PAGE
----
Archive for 2019

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[Commlist] Call for Participants: The Present and Future of History and Games

Mon Nov 11 15:42:12 GMT 2019

The deadline for proposals for The Present and Future of History and Games symposium is fast approaching (*17^th  November*).

Please see below for details, and feel free to share with anyone that may be interested:

*_Call for Participants_*

*_The Present and Future of History and Games_*

*Institute of Advanced Study, University of Warwick, UK*

*28^th  February 2020*

An interdisciplinary symposium that invites academics, teachers and practitioners at all levels to explore the intersection of history and games, and to discuss methods for future research, teaching, and practice.

While major video game franchises like /Battlefield, Assassin’s Creed, /and /Red Dead Redemption /are often in the spotlight, digital and non-digital games have for decades been exploring, interrogating, reinterpreting, and representing the past, and offering gameplay experiences underpinned by deliberately historical and culturally conscious narratives and worlds. Cross-media marketing campaigns that support the release of major titles stake claims for “authenticity” and “realism”, while other kinds of games explore and attempt to represent long-“othered” historical events, periods, processes and people that are not necessarily white or male. While World Wars and the “U.S.” of America take up much space in the video game industry, how are global and regional histories and perspectives beyond this represented? What purpose do counterfactuals or alternate histories serve for designers and/or players?

Meanwhile, there is an ever-growing body of academic research and popular criticism at the intersection of history and games. What directions might this research take in future, and how can we ensure that we are able to continue studying games and game-related ephemera? There is also increasing interest from students across disciplines and programmes wanting to study history and games. How do we approach this pedagogically?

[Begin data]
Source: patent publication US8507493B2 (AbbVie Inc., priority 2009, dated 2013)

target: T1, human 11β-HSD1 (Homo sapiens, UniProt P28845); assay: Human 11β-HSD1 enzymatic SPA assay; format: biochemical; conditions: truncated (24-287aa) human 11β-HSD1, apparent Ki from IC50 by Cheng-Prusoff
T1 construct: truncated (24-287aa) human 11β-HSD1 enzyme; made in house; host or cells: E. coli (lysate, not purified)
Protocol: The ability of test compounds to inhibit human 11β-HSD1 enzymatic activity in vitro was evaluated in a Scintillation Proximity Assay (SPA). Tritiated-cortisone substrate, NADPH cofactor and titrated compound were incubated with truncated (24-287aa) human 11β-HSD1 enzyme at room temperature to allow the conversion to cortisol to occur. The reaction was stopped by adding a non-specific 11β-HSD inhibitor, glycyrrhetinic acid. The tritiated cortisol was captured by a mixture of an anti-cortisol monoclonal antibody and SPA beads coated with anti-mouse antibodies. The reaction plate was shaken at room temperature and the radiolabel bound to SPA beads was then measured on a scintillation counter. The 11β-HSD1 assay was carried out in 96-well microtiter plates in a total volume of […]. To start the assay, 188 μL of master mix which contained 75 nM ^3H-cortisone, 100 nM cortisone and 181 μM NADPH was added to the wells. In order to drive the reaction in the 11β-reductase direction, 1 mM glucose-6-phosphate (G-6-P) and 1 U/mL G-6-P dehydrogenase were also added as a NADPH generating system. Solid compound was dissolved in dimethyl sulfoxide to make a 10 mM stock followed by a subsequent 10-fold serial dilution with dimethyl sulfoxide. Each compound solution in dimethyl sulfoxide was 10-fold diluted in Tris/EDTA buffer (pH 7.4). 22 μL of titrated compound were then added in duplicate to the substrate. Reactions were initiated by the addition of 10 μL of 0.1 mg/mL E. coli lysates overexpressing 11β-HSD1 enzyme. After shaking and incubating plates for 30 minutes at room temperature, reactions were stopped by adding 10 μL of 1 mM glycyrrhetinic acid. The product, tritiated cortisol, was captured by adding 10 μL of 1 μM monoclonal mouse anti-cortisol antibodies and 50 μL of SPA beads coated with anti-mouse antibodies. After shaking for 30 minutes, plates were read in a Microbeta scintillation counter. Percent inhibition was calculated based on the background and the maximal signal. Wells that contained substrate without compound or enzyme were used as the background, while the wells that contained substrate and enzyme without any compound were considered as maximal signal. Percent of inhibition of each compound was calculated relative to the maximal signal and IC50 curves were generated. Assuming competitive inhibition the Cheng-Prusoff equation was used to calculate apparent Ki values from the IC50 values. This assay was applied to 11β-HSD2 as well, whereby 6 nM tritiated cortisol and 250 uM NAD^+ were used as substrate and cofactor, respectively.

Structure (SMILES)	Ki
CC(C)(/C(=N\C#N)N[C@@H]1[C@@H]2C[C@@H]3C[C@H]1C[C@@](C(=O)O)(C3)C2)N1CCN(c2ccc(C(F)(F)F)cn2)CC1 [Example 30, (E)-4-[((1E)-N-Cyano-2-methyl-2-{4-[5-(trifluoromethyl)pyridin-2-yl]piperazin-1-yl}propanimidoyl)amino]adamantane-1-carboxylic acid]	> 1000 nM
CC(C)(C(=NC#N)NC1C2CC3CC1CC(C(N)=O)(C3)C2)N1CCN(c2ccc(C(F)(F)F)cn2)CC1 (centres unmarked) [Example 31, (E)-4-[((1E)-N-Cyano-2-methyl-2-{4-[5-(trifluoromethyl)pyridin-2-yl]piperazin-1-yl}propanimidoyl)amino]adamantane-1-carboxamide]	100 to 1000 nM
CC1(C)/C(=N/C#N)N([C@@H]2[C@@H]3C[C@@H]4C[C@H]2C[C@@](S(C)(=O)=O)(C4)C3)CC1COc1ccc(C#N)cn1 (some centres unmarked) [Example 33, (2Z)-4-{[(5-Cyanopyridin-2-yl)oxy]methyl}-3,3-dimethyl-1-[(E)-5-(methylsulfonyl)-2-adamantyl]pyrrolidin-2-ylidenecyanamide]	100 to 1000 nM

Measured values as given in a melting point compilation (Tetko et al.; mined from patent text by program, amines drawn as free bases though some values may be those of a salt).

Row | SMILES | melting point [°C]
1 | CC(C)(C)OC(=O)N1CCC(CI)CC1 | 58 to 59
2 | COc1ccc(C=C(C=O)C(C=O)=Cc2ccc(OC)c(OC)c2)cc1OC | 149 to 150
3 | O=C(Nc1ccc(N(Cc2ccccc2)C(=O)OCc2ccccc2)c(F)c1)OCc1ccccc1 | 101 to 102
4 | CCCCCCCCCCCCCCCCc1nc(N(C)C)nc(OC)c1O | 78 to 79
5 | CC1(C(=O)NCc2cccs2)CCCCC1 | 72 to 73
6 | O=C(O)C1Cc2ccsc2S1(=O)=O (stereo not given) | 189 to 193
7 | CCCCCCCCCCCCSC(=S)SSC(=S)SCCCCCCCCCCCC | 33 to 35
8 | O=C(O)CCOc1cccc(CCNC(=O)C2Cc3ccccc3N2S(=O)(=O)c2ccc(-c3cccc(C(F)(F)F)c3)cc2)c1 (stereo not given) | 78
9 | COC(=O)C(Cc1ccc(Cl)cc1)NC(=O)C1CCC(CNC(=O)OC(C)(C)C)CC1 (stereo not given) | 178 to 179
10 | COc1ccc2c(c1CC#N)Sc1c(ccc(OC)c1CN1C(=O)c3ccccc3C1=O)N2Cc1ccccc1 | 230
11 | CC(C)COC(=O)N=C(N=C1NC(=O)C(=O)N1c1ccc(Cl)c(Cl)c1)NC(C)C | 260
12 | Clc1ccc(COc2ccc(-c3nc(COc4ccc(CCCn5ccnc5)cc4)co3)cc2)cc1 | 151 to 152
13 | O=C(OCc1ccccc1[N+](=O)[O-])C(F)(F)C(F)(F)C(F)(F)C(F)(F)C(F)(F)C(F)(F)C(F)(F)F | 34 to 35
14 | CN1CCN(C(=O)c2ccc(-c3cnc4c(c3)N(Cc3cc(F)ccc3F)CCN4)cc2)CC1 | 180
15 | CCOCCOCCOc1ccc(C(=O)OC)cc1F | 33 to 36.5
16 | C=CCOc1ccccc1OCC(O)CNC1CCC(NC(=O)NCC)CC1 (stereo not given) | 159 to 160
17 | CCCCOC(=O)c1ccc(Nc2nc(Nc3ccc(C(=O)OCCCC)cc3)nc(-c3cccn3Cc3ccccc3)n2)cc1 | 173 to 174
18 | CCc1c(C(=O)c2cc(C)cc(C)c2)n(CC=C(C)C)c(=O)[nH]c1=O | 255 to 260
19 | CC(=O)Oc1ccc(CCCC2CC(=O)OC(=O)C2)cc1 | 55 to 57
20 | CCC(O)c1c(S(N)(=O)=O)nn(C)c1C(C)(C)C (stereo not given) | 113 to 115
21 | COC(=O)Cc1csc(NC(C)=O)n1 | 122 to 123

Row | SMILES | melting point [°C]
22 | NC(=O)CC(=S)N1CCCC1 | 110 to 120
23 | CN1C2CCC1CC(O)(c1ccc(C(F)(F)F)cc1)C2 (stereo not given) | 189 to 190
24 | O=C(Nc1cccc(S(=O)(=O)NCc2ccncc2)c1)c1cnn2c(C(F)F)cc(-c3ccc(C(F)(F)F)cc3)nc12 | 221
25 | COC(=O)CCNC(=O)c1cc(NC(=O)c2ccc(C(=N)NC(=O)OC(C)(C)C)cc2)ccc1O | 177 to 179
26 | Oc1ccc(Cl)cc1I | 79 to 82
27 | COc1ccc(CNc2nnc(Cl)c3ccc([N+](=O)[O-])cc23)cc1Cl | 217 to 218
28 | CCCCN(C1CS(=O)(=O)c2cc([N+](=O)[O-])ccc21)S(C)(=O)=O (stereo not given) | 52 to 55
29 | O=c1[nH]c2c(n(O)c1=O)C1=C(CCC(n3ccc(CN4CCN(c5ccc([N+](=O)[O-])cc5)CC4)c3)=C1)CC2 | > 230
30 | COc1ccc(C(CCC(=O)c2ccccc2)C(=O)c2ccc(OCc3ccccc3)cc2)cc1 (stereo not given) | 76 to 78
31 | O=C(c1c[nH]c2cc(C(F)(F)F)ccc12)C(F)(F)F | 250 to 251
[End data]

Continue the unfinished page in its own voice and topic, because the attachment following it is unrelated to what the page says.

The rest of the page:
Through panels, roundtable discussions, and networking sessions, participants are invited to explore the current state of research, practice, and teaching in this broadly-defined area, and the future directions that require consideration.

Proposals are invited for either *1) 15-minute research papers or other types of creative presentations, or 2) roundtables and/or topics for discussion*. Both types of proposal should address (or subvert) *one or more of the following key areas*:

 1. *Current Research and Future Directions*: How do digital and
    non-digital games shed light on or complicate the study of cultural,
    social, and/or political history, heritage, archaeology and more?
    What areas require further scholarly attention?
 2. *Player studies*: How do players understand or challenge history
    through their experience of playing games?
 3. *Game Design*: How might game design practices be used to
    interrogate history and represent the past? What are the challenges
    of doing so?
 4. *Teaching and Pedagogy*: How can games be used to engage and teach
 5. *Future-proofing*: What steps need to be taken to ensure that the
    source material we need to continue studying the history in /and /of
    games is accessible and preserved?

Please submit proposals (max. 300 words) and brief bio(s) to esther.wright [at] by 17^th  November 2019.

Participants will be notified of decisions by early December 2019.

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